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HomeServe expects £10m profit hike amid US expansion

The business said it had added another 300,000 customers in North America.

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HomeServe’s London-listed shares fell after the news (Tim Ireland/PA)

HomeServe’s London-listed shares fell after the news (Tim Ireland/PA)

HomeServe’s London-listed shares fell after the news (Tim Ireland/PA)

Home repair and improvements business HomeServe expects to see profit rise by around £10 million when it publishes full-year results next month.

The business said that profit before tax will likely hit around £191 million on an adjusted basis in the 12 months to the end of March.

It is up from £181 million a year earlier, in line with expectations, as the business expanded its customer base in North America.

The membership part of the business added approximately 300,000 customers on the continent over the year, growing to 4.7 million.

It also reaches considerably more customers through partnerships that have access to 66 million homes.

Although the business lost around 200,000 membership customers in the UK, they spent more money on average, the company said.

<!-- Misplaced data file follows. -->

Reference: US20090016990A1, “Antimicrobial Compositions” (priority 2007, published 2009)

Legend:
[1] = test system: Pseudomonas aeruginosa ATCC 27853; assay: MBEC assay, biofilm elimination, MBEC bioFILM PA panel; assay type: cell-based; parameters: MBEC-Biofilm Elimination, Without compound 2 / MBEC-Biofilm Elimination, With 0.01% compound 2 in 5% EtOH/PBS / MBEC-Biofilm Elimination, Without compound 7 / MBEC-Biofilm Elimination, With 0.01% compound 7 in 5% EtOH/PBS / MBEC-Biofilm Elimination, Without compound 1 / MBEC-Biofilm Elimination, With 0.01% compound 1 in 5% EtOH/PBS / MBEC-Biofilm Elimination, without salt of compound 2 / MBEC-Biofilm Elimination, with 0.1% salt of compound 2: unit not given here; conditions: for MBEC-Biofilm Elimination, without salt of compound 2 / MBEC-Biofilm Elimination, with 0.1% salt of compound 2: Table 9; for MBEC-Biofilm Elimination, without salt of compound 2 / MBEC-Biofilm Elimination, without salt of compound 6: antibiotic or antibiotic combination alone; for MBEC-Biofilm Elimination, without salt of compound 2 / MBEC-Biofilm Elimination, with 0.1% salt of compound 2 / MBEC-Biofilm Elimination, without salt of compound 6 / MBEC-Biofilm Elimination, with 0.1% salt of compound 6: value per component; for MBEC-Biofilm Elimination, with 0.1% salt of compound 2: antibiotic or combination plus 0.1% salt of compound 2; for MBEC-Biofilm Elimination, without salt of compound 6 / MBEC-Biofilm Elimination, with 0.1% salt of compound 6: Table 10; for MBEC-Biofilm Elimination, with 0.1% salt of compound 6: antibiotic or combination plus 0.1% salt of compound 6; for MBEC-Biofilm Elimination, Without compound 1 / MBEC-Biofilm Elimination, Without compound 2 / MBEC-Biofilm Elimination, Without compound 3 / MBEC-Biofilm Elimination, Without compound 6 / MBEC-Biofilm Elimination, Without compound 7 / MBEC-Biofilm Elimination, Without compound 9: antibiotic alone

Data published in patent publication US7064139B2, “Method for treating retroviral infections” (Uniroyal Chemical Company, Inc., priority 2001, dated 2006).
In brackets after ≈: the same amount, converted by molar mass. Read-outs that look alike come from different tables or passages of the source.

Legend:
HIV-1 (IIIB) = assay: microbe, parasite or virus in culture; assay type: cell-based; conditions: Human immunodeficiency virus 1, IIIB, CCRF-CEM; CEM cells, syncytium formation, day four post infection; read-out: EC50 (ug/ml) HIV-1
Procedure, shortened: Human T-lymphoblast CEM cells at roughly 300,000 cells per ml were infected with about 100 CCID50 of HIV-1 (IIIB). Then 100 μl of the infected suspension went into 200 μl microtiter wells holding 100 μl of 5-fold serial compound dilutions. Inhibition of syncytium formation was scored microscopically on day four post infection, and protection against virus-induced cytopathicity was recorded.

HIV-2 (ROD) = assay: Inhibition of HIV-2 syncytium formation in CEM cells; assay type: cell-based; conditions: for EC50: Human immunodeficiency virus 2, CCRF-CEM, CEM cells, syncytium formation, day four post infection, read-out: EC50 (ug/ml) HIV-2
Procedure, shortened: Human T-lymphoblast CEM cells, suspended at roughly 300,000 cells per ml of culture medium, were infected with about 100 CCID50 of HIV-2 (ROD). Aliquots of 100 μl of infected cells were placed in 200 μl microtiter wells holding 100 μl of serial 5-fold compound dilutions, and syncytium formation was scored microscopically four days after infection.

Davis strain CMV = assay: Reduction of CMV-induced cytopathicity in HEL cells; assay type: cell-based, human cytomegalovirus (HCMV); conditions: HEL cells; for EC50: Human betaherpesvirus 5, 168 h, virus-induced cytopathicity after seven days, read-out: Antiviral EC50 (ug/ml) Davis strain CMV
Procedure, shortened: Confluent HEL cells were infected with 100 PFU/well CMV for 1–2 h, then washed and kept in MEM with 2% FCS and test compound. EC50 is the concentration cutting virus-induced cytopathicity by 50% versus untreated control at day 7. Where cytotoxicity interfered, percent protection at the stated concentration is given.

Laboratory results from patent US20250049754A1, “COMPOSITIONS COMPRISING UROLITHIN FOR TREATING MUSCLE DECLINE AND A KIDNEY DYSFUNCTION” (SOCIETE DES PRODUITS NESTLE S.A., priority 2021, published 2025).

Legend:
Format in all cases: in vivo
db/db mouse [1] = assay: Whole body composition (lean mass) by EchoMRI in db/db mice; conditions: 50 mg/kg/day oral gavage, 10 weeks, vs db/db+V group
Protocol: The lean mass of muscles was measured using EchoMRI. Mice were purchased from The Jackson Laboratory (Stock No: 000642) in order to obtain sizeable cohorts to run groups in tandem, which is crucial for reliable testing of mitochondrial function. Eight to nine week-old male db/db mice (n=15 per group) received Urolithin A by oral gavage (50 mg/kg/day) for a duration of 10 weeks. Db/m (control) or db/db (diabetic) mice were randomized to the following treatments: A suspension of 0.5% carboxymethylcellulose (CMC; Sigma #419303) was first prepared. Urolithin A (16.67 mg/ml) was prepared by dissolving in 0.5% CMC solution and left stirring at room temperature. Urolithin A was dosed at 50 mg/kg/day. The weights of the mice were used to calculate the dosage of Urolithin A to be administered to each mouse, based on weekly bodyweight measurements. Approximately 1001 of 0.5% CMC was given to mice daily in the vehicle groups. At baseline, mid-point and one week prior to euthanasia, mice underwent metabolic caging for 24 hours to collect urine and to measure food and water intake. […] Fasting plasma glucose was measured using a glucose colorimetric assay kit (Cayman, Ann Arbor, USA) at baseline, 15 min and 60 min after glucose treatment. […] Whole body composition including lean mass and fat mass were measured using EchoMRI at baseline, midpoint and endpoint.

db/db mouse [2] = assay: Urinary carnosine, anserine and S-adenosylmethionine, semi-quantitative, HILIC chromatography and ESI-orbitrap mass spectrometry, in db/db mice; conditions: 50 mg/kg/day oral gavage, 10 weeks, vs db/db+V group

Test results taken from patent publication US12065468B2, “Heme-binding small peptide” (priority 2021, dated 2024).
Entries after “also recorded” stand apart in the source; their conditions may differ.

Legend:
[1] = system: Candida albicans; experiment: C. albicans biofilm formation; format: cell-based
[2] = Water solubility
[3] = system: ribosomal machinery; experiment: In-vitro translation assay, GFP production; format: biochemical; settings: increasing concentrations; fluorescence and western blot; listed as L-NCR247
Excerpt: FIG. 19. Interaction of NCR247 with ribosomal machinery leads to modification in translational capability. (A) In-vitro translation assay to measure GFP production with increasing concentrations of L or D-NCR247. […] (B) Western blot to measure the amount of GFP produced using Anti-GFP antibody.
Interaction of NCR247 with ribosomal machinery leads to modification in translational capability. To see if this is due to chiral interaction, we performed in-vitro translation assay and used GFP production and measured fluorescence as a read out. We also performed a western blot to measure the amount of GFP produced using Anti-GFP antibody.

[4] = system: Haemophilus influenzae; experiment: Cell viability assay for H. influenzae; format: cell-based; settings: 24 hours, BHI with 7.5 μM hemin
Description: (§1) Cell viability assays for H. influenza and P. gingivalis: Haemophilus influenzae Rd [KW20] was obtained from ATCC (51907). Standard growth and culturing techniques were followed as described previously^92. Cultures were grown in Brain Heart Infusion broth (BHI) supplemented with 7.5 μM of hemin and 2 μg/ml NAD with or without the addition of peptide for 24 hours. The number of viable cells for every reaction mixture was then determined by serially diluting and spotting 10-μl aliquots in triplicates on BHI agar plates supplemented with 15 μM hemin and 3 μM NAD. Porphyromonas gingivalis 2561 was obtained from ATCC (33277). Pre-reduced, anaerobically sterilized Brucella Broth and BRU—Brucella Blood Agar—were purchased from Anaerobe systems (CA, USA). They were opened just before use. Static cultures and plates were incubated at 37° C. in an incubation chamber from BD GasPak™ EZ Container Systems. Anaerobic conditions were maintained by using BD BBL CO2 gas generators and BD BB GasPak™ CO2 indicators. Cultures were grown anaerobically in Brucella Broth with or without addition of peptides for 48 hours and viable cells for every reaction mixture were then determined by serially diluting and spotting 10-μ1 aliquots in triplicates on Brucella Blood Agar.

Headline estimates are unchanged, but once again the UK is worse and other membership businesses betterLiberum analyst Joe Brent

HomeServe bought 22 other companies during the year, up from 15 acquisitions the year before. It is investing in its heating, ventilation and air conditioning unit.

“The pre-close does not guide to organic growth but we still expect an improvement over the first half. Headline estimates are unchanged, but once again the UK is worse and other membership businesses better,” said Liberum analyst Joe Brent.

He added that the business is losing UK customers, dropping from 1.8 million to 1.6 million, but that the fall is expected to trough at around 1.5 million customers.

Checkatrade, HomeServe’s business which lets customers find tradespeople, gained another 5,000 paying trades, to 44,000.

However while demand is strong, the growth is “lower than we might hope”, Mr Brent said.

Net debt hit around £530 million by the end of March, up from £509 million a year earlier.

Shares in the company fell by 1.7% as markets opened on Tuesday morning.


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